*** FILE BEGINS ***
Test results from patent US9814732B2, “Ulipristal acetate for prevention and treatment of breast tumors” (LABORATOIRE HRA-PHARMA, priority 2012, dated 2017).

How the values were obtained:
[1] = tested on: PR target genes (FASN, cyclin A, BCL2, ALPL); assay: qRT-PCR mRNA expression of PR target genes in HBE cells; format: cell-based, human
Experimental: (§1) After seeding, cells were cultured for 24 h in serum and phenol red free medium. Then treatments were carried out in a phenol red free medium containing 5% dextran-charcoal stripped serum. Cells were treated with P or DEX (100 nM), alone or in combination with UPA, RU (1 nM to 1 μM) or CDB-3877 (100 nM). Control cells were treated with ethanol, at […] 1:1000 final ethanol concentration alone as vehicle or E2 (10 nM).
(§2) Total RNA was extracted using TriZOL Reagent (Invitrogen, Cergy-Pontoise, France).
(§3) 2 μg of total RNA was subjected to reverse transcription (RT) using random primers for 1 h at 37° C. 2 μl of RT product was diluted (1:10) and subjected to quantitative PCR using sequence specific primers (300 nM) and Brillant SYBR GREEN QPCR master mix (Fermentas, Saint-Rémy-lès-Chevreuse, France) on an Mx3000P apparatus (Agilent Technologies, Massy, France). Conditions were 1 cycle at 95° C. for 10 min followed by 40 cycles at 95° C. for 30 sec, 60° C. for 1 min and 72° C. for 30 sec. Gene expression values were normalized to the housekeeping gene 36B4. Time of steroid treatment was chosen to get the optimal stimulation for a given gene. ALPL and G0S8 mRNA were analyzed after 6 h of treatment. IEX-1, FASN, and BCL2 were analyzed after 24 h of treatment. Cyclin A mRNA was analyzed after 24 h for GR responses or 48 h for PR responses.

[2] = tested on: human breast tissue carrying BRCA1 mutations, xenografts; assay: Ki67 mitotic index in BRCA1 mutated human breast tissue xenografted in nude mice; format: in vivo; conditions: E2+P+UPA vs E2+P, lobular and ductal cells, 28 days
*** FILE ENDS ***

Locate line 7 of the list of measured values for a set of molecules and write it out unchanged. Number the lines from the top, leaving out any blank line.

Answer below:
[2] = tested on: human breast tissue carrying BRCA1 mutations, xenografts; assay: Ki67 mitotic index in BRCA1 mutated human breast tissue xenografted in nude mice; format: in vivo; conditions: E2+P+UPA vs E2+P, lobular and ductal cells, 28 days